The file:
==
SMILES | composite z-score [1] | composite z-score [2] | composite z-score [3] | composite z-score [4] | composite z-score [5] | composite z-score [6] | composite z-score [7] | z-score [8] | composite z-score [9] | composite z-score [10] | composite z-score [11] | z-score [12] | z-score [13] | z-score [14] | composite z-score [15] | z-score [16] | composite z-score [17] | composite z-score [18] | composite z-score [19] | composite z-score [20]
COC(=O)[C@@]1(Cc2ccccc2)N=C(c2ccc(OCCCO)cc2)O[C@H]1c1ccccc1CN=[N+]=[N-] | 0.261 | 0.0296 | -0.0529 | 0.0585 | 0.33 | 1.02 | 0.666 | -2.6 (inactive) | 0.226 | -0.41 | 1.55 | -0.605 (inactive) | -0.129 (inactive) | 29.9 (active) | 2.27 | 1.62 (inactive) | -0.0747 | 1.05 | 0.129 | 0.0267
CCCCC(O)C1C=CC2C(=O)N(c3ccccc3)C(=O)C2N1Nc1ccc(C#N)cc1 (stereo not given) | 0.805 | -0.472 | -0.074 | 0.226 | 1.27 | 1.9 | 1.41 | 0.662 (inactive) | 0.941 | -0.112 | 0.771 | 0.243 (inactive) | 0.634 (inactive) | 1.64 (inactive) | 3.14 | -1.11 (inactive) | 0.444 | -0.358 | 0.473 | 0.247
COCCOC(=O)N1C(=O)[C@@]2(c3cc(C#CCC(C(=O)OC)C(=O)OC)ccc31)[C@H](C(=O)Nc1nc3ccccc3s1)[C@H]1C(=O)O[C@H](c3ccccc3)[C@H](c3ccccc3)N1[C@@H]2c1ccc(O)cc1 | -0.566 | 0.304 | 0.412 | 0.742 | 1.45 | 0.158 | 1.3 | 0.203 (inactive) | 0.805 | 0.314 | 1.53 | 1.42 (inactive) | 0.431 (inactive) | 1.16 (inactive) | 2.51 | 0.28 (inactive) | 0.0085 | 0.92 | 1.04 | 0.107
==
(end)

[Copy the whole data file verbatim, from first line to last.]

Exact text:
SMILES | composite z-score [1] | composite z-score [2] | composite z-score [3] | composite z-score [4] | composite z-score [5] | composite z-score [6] | composite z-score [7] | z-score [8] | composite z-score [9] | composite z-score [10] | composite z-score [11] | z-score [12] | z-score [13] | z-score [14] | composite z-score [15] | z-score [16] | composite z-score [17] | composite z-score [18] | composite z-score [19] | composite z-score [20]
COC(=O)[C@@]1(Cc2ccccc2)N=C(c2ccc(OCCCO)cc2)O[C@H]1c1ccccc1CN=[N+]=[N-] | 0.261 | 0.0296 | -0.0529 | 0.0585 | 0.33 | 1.02 | 0.666 | -2.6 (inactive) | 0.226 | -0.41 | 1.55 | -0.605 (inactive) | -0.129 (inactive) | 29.9 (active) | 2.27 | 1.62 (inactive) | -0.0747 | 1.05 | 0.129 | 0.0267
CCCCC(O)C1C=CC2C(=O)N(c3ccccc3)C(=O)C2N1Nc1ccc(C#N)cc1 (stereo not given) | 0.805 | -0.472 | -0.074 | 0.226 | 1.27 | 1.9 | 1.41 | 0.662 (inactive) | 0.941 | -0.112 | 0.771 | 0.243 (inactive) | 0.634 (inactive) | 1.64 (inactive) | 3.14 | -1.11 (inactive) | 0.444 | -0.358 | 0.473 | 0.247
COCCOC(=O)N1C(=O)[C@@]2(c3cc(C#CCC(C(=O)OC)C(=O)OC)ccc31)[C@H](C(=O)Nc1nc3ccccc3s1)[C@H]1C(=O)O[C@H](c3ccccc3)[C@H](c3ccccc3)N1[C@@H]2c1ccc(O)cc1 | -0.566 | 0.304 | 0.412 | 0.742 | 1.45 | 0.158 | 1.3 | 0.203 (inactive) | 0.805 | 0.314 | 1.53 | 1.42 (inactive) | 0.431 (inactive) | 1.16 (inactive) | 2.51 | 0.28 (inactive) | 0.0085 | 0.92 | 1.04 | 0.107